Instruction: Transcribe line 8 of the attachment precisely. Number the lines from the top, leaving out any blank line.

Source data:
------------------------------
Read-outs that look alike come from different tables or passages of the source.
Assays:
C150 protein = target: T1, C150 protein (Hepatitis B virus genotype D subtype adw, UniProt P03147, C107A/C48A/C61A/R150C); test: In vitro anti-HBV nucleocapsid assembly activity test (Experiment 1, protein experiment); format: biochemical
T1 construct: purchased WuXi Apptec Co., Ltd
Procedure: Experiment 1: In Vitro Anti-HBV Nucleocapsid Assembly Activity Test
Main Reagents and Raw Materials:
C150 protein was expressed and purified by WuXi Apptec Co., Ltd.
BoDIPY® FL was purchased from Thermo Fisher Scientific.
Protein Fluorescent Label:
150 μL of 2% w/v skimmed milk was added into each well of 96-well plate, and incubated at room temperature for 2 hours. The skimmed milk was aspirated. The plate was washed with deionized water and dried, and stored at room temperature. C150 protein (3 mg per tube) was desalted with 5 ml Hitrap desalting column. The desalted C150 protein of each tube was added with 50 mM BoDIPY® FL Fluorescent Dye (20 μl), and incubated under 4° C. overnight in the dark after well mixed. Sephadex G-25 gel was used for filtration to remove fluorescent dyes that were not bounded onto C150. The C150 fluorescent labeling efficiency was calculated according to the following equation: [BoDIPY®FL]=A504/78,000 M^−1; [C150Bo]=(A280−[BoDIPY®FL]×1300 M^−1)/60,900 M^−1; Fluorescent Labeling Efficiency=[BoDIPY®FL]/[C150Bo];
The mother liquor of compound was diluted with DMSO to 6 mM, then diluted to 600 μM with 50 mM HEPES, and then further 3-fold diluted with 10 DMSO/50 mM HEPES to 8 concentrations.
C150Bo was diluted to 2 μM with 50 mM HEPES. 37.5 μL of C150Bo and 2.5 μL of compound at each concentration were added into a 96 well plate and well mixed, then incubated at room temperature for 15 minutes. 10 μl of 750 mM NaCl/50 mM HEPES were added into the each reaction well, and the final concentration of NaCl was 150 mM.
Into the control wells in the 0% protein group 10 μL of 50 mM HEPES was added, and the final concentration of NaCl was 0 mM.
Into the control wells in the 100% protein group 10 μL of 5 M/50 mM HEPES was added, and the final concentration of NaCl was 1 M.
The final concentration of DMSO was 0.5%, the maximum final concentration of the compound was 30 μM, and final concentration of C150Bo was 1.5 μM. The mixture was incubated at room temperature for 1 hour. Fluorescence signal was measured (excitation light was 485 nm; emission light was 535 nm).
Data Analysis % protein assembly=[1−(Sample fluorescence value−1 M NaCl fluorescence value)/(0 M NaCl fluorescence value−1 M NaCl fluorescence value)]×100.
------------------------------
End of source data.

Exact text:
BoDIPY® FL was purchased from Thermo Fisher Scientific.